Updating the state's Breeding Bird Atlas
CHARLESTON, W.Va. -- Keeping up with West Virginia's birds is a big job.
Work began five years ago on an update to the West Virginia Breeding Bird Atlas, and the task won't be complete until 2017. Rich Bailey, ornithologist for the state Division of Natural Resources, said the atlas requires thousands of hours of work in the field by a horde of volunteers, plus hundreds more by biologists, writers and editors.
"There's a reason that atlas projects like this are spaced 20 years apart," Bailey said. "They require a tremendous amount of work, both in the field and out."
The first edition of West Virginia's atlas was published in 1989. Work on the second edition began in 2009. The first book showed how the 186 bird species that breed and raise their young in the Mountain State were distributed; the second will not only catalog the species and show how they're distributed, but also will show how abundant they are in any given area.
Before the book can be compiled, six years' worth of field observations must be made. Bailey said volunteers do most of that work.
"We overlay a map of the state with a grid, and the grid includes about 2,000 'blocks.' The job of the volunteers is to make sure we perform enough hours of observation in each block to be reasonably sure we've seen or heard all the breeding birds in a given block," Bailey explained.
"It takes eight to 12 hours' worth of work to ensure the observations represent the total number of species. Our volunteers usually do a little more than that."
Because the effort centers on breeding birds, the observation period is rather short.
"Most of the work takes place between May 25 and July 15. During that time, a volunteer can go to a block and be reasonably sure that any bird that's there is breeding, getting ready to breed or has hatched out," Bailey said.
After they make their observations, volunteers upload their data via the Internet to the Cornell Lab for Ornithology in Ithaca, N.Y., which acts as a clearinghouse for bird data nationwide.
Bailey said the hardest part for the volunteers is gaining access to what he calls "priority blocks," key areas that must be observed to be sure the new edition provides an apples-to-apples comparison with the previous one.
"West Virginia is a tough state to work in the field because of access issues," he explained. "It's sometimes difficult to gain access to private lands, particularly down in the coalfields where companies own huge tracts and don't want you on the property for safety reasons."
This edition's priority blocks range from highly inhabited areas such as the middle of Morgantown to uninhabited, roadless areas such as the Cranberry Wilderness.
The current roster of volunteers includes birding enthusiasts, landowners and people who simply have an interest in helping. Bailey said more than 350 people have registered as volunteers, and 100 to 120 of those contribute data in any given year.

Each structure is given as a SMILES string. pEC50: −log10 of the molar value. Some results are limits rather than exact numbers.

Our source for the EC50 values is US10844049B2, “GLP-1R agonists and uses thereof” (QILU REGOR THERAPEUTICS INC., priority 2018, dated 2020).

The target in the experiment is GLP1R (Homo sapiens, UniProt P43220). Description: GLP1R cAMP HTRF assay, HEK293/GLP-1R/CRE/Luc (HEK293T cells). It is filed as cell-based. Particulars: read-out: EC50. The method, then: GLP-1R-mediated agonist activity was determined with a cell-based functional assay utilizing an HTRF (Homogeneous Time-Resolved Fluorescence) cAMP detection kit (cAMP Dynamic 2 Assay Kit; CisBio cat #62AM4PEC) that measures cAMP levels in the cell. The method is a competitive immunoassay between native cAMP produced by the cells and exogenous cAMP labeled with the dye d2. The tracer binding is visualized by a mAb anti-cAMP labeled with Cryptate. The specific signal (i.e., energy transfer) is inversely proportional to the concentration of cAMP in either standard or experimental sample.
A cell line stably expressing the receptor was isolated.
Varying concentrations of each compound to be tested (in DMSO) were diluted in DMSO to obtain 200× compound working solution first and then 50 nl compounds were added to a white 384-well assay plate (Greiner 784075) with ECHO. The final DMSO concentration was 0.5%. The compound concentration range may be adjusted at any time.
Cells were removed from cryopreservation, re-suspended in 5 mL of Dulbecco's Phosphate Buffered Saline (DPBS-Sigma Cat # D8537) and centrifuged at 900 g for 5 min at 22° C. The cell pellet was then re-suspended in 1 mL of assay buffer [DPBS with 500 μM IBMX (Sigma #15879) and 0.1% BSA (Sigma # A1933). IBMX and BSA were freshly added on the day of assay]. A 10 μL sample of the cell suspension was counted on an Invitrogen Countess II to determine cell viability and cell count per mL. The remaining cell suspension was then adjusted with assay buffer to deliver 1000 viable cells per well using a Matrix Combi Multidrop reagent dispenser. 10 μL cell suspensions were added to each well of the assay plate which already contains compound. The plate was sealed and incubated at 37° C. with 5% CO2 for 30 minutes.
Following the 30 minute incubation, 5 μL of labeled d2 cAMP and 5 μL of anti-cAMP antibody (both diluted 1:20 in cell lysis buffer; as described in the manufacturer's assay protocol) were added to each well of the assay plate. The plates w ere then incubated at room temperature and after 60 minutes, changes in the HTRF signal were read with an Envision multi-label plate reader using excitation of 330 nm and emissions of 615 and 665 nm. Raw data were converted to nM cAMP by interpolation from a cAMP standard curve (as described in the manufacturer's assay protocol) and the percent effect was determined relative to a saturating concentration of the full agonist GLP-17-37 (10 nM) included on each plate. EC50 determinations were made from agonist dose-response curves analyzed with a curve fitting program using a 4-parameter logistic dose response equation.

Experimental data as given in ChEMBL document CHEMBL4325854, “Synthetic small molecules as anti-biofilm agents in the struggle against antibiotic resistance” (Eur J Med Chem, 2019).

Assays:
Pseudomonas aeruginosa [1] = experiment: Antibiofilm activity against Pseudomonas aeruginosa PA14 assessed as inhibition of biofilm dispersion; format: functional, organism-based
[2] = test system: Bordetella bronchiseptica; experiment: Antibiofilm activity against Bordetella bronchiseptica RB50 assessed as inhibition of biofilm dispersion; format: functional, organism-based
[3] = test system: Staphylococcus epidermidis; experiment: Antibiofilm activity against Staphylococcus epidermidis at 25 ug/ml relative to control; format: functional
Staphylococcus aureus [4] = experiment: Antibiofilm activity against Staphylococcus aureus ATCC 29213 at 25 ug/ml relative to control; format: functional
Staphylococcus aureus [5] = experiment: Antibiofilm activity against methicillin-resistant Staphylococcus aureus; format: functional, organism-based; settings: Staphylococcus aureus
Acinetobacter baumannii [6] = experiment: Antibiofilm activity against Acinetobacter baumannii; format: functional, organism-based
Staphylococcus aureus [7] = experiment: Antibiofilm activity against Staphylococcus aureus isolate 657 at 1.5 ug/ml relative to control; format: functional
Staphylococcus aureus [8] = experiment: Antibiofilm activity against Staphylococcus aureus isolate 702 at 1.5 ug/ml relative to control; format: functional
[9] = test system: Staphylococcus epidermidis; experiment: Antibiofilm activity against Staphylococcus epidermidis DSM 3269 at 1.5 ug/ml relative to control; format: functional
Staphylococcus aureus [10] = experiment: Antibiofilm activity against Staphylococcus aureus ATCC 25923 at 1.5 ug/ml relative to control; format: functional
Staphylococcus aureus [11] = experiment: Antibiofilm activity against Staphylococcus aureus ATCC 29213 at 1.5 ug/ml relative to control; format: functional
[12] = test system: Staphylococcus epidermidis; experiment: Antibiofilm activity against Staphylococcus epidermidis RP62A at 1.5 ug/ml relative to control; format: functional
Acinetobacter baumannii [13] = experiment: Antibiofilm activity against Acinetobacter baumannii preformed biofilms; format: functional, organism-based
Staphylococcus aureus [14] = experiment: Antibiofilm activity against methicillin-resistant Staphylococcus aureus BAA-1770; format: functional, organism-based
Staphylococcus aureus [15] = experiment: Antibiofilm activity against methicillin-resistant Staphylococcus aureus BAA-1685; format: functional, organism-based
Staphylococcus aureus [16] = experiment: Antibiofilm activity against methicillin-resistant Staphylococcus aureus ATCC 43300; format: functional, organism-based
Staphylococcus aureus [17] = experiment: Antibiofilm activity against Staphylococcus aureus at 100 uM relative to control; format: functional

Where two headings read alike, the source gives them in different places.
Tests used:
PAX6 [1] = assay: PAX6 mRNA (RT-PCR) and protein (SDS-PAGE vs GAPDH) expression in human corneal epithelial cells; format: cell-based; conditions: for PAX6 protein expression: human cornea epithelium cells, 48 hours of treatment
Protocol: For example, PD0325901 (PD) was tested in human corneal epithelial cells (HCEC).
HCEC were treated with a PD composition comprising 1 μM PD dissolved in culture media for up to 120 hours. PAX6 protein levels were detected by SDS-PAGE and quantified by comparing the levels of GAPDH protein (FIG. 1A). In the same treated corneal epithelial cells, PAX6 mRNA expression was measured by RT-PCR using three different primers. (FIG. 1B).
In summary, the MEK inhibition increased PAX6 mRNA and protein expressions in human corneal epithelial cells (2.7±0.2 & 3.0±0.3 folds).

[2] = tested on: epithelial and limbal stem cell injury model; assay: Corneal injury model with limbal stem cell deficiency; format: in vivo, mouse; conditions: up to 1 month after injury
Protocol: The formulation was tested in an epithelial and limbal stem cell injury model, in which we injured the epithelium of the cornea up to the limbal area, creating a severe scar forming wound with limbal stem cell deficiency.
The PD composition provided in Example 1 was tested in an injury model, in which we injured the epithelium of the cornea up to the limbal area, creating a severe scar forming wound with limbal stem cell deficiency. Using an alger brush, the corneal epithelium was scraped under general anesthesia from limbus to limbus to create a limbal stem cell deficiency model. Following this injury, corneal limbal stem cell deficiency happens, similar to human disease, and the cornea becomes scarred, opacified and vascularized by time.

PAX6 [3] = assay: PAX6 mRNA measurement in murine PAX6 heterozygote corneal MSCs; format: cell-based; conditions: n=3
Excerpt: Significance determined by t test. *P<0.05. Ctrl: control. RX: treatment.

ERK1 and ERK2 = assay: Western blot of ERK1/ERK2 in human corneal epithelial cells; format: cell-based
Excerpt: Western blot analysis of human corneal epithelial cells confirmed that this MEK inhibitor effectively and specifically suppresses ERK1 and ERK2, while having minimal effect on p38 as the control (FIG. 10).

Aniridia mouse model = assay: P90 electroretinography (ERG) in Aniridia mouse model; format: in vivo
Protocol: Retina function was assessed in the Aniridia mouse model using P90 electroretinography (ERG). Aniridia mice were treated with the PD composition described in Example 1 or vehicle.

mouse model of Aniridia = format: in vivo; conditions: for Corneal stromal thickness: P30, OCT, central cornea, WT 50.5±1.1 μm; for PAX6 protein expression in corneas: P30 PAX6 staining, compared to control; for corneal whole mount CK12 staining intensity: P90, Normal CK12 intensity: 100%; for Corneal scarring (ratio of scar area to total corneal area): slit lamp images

One more year of observations is still needed, but so far the volunteers have uncovered some interesting trends.
Several species, for example, are showing what Bailey calls "marked expansions in both range and abundance." Those include the yellow-bellied sapsucker, the yellow-throated warbler and the yellow-rumped warbler.
At least two species, the red-headed woodpecker and the cliff swallow, appear to be abundant enough to remove them from the list of the state's rare birds.
And, as people who live in rural areas can attest, Eastern whip-poor-wills and common nighthawks are declining in number.
Most of the final observations for the new atlas will be made before Sept. 30, 2014, but Bailey said the official observation period wouldn't expire until Dec. 31 of that year. After that, work can begin on writing the atlas and creating maps for each species' distribution and abundance.
"At the end of the field [research] period, Cornell will give us the database they've been holding for us. We'll work on that data in house [at the DNR] with a statistician who has done abundance data in other states. Then, with those data and statistics, we'll produce the maps.
"Once that process is done, I will edit the book and write a sizable percentage of it, but there will be 10 to 12 other writers contributing as well. West Virginia University Press will be publishing the book, and will be assisting in the process as well."
Eight to nine years of work, which would include DNR staff time, a payment to Cornell to maintain the database and payments to a handful of contractors, will probably push the new atlas' production cost into the $200,000 to $350,000 range. The bulk of the funding comes from federal grants.
Though only a year remains in the data-collection period, Bailey said the project is still accepting volunteers to help with the fieldwork.
"We welcome as much help as we can get," he added. "The perception is that you have to know every bird by sight and sound to participate. That isn't the case. We encourage landowners and others to go to the website [http://bird.atlasing.org/Atlas/WV] and start entering the birds they know."
Reach John McCoy at 304-348-1231 or e-mail firstname.lastname@example.org.